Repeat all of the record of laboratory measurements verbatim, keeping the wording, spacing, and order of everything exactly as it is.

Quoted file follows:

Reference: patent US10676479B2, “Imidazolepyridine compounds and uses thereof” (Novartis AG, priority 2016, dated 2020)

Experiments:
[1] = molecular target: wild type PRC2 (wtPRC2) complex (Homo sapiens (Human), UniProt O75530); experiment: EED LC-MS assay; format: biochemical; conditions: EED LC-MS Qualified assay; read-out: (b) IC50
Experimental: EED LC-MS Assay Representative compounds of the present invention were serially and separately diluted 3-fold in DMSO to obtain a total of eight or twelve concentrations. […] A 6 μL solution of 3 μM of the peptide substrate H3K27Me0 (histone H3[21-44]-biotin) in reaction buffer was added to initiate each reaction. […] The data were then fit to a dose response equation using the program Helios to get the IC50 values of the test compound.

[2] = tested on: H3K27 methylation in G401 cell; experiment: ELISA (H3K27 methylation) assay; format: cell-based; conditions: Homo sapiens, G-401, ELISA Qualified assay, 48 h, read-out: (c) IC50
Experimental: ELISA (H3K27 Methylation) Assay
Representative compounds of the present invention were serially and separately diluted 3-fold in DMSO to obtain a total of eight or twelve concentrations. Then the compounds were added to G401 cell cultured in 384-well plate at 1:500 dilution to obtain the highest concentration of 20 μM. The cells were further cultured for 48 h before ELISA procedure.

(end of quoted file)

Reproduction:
Reference: patent US10676479B2, “Imidazolepyridine compounds and uses thereof” (Novartis AG, priority 2016, dated 2020)

Experiments:
[1] = molecular target: wild type PRC2 (wtPRC2) complex (Homo sapiens (Human), UniProt O75530); experiment: EED LC-MS assay; format: biochemical; conditions: EED LC-MS Qualified assay; read-out: (b) IC50
Experimental: EED LC-MS Assay Representative compounds of the present invention were serially and separately diluted 3-fold in DMSO to obtain a total of eight or twelve concentrations. […] A 6 μL solution of 3 μM of the peptide substrate H3K27Me0 (histone H3[21-44]-biotin) in reaction buffer was added to initiate each reaction. […] The data were then fit to a dose response equation using the program Helios to get the IC50 values of the test compound.

[2] = tested on: H3K27 methylation in G401 cell; experiment: ELISA (H3K27 methylation) assay; format: cell-based; conditions: Homo sapiens, G-401, ELISA Qualified assay, 48 h, read-out: (c) IC50
Experimental: ELISA (H3K27 Methylation) Assay
Representative compounds of the present invention were serially and separately diluted 3-fold in DMSO to obtain a total of eight or twelve concentrations. Then the compounds were added to G401 cell cultured in 384-well plate at 1:500 dilution to obtain the highest concentration of 20 μM. The cells were further cultured for 48 h before ELISA procedure.